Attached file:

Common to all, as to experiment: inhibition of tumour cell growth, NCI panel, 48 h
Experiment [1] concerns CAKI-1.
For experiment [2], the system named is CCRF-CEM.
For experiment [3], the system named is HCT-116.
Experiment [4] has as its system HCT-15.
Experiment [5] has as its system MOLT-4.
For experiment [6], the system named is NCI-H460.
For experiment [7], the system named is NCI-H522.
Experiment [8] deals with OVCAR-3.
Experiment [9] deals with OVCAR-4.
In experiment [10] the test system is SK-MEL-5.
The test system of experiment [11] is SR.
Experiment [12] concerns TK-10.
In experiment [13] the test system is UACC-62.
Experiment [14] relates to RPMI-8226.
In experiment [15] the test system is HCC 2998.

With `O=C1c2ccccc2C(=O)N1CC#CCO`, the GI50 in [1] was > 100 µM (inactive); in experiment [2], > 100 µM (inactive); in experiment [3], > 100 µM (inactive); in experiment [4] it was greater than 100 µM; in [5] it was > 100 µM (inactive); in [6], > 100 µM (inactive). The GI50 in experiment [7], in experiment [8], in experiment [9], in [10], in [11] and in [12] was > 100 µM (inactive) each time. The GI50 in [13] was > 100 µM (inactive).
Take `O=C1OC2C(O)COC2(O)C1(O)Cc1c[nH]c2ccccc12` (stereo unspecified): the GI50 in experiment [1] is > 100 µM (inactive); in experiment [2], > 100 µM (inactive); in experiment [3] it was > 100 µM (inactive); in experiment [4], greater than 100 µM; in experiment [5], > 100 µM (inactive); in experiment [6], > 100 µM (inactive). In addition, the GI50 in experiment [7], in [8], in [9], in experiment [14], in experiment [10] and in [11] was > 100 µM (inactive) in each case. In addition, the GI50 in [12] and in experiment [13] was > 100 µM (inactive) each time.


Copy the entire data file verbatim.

Common to all, as to experiment: inhibition of tumour cell growth, NCI panel, 48 h
Experiment [1] concerns CAKI-1.
For experiment [2], the system named is CCRF-CEM.
For experiment [3], the system named is HCT-116.
Experiment [4] has as its system HCT-15.
Experiment [5] has as its system MOLT-4.
For experiment [6], the system named is NCI-H460.
For experiment [7], the system named is NCI-H522.
Experiment [8] deals with OVCAR-3.
Experiment [9] deals with OVCAR-4.
In experiment [10] the test system is SK-MEL-5.
The test system of experiment [11] is SR.
Experiment [12] concerns TK-10.
In experiment [13] the test system is UACC-62.
Experiment [14] relates to RPMI-8226.
In experiment [15] the test system is HCC 2998.

With `O=C1c2ccccc2C(=O)N1CC#CCO`, the GI50 in [1] was > 100 µM (inactive); in experiment [2], > 100 µM (inactive); in experiment [3], > 100 µM (inactive); in experiment [4] it was greater than 100 µM; in [5] it was > 100 µM (inactive); in [6], > 100 µM (inactive). The GI50 in experiment [7], in experiment [8], in experiment [9], in [10], in [11] and in [12] was > 100 µM (inactive) each time. The GI50 in [13] was > 100 µM (inactive).
Take `O=C1OC2C(O)COC2(O)C1(O)Cc1c[nH]c2ccccc12` (stereo unspecified): the GI50 in experiment [1] is > 100 µM (inactive); in experiment [2], > 100 µM (inactive); in experiment [3] it was > 100 µM (inactive); in experiment [4], greater than 100 µM; in experiment [5], > 100 µM (inactive); in experiment [6], > 100 µM (inactive). In addition, the GI50 in experiment [7], in [8], in [9], in experiment [14], in experiment [10] and in [11] was > 100 µM (inactive) in each case. In addition, the GI50 in [12] and in experiment [13] was > 100 µM (inactive) each time.